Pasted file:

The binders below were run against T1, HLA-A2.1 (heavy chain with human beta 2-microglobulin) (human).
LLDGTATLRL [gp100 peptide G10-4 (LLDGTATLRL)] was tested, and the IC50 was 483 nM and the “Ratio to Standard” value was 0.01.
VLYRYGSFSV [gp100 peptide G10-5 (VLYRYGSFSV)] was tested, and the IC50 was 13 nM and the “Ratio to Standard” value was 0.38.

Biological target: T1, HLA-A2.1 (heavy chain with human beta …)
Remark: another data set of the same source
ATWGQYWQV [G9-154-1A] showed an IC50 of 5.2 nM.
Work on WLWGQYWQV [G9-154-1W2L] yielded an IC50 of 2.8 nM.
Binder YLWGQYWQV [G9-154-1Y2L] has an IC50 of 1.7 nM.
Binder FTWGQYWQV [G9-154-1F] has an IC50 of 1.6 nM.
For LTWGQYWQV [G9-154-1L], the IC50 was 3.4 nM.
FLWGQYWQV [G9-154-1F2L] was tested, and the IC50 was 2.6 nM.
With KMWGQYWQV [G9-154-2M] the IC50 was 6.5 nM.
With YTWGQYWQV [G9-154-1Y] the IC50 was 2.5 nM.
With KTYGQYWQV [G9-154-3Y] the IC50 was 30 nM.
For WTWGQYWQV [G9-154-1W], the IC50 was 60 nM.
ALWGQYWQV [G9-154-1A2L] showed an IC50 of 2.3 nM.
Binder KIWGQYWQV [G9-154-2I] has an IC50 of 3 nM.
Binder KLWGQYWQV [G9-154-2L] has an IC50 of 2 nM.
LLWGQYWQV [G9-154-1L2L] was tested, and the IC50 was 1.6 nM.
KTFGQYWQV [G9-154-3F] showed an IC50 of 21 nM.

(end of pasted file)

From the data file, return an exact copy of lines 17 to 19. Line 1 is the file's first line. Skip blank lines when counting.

Binder KIWGQYWQV [G9-154-2I] has an IC50 of 3 nM.
Binder KLWGQYWQV [G9-154-2L] has an IC50 of 2 nM.
LLWGQYWQV [G9-154-1L2L] was tested, and the IC50 was 1.6 nM.